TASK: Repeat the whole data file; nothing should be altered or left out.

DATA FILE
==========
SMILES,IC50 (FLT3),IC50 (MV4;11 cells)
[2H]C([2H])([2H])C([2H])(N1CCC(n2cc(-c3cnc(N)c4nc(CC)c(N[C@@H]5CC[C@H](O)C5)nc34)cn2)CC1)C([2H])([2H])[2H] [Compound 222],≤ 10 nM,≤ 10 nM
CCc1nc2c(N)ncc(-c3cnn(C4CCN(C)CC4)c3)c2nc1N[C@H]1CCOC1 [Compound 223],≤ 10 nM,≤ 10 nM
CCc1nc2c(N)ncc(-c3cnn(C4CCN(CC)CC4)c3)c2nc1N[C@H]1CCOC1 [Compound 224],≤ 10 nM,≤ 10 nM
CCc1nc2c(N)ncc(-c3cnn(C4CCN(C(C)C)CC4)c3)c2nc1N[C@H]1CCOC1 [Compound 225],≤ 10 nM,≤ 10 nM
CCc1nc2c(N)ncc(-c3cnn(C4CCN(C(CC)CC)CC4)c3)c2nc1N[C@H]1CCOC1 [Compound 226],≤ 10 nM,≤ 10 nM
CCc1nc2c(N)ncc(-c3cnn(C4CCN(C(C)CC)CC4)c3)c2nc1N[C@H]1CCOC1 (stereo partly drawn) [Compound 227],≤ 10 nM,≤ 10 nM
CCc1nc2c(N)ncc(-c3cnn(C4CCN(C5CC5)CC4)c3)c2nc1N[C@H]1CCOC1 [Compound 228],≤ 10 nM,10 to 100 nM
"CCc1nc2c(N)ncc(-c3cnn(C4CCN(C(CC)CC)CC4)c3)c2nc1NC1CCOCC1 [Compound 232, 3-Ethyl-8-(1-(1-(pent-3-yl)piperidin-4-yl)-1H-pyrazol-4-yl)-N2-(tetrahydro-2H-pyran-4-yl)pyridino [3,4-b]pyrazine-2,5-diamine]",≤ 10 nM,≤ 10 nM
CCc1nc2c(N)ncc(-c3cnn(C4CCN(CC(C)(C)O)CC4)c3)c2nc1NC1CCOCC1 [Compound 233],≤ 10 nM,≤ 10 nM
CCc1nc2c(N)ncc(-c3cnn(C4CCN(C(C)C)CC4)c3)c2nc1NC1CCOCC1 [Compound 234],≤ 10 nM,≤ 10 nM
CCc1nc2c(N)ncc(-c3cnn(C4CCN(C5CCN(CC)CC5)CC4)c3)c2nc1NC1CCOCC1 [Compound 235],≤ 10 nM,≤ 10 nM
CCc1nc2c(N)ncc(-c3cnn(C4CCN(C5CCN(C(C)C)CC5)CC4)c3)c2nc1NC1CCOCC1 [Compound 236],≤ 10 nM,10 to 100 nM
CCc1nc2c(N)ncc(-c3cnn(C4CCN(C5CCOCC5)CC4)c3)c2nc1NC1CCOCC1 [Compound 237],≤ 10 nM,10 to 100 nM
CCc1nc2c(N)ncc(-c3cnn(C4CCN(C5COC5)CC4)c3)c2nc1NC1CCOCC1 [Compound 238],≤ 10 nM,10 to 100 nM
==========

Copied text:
SMILES,IC50 (FLT3),IC50 (MV4;11 cells)
[2H]C([2H])([2H])C([2H])(N1CCC(n2cc(-c3cnc(N)c4nc(CC)c(N[C@@H]5CC[C@H](O)C5)nc34)cn2)CC1)C([2H])([2H])[2H] [Compound 222],≤ 10 nM,≤ 10 nM
CCc1nc2c(N)ncc(-c3cnn(C4CCN(C)CC4)c3)c2nc1N[C@H]1CCOC1 [Compound 223],≤ 10 nM,≤ 10 nM
CCc1nc2c(N)ncc(-c3cnn(C4CCN(CC)CC4)c3)c2nc1N[C@H]1CCOC1 [Compound 224],≤ 10 nM,≤ 10 nM
CCc1nc2c(N)ncc(-c3cnn(C4CCN(C(C)C)CC4)c3)c2nc1N[C@H]1CCOC1 [Compound 225],≤ 10 nM,≤ 10 nM
CCc1nc2c(N)ncc(-c3cnn(C4CCN(C(CC)CC)CC4)c3)c2nc1N[C@H]1CCOC1 [Compound 226],≤ 10 nM,≤ 10 nM
CCc1nc2c(N)ncc(-c3cnn(C4CCN(C(C)CC)CC4)c3)c2nc1N[C@H]1CCOC1 (stereo partly drawn) [Compound 227],≤ 10 nM,≤ 10 nM
CCc1nc2c(N)ncc(-c3cnn(C4CCN(C5CC5)CC4)c3)c2nc1N[C@H]1CCOC1 [Compound 228],≤ 10 nM,10 to 100 nM
"CCc1nc2c(N)ncc(-c3cnn(C4CCN(C(CC)CC)CC4)c3)c2nc1NC1CCOCC1 [Compound 232, 3-Ethyl-8-(1-(1-(pent-3-yl)piperidin-4-yl)-1H-pyrazol-4-yl)-N2-(tetrahydro-2H-pyran-4-yl)pyridino [3,4-b]pyrazine-2,5-diamine]",≤ 10 nM,≤ 10 nM
CCc1nc2c(N)ncc(-c3cnn(C4CCN(CC(C)(C)O)CC4)c3)c2nc1NC1CCOCC1 [Compound 233],≤ 10 nM,≤ 10 nM
CCc1nc2c(N)ncc(-c3cnn(C4CCN(C(C)C)CC4)c3)c2nc1NC1CCOCC1 [Compound 234],≤ 10 nM,≤ 10 nM
CCc1nc2c(N)ncc(-c3cnn(C4CCN(C5CCN(CC)CC5)CC4)c3)c2nc1NC1CCOCC1 [Compound 235],≤ 10 nM,≤ 10 nM
CCc1nc2c(N)ncc(-c3cnn(C4CCN(C5CCN(C(C)C)CC5)CC4)c3)c2nc1NC1CCOCC1 [Compound 236],≤ 10 nM,10 to 100 nM
CCc1nc2c(N)ncc(-c3cnn(C4CCN(C5CCOCC5)CC4)c3)c2nc1NC1CCOCC1 [Compound 237],≤ 10 nM,10 to 100 nM
CCc1nc2c(N)ncc(-c3cnn(C4CCN(C5COC5)CC4)c3)c2nc1NC1CCOCC1 [Compound 238],≤ 10 nM,10 to 100 nM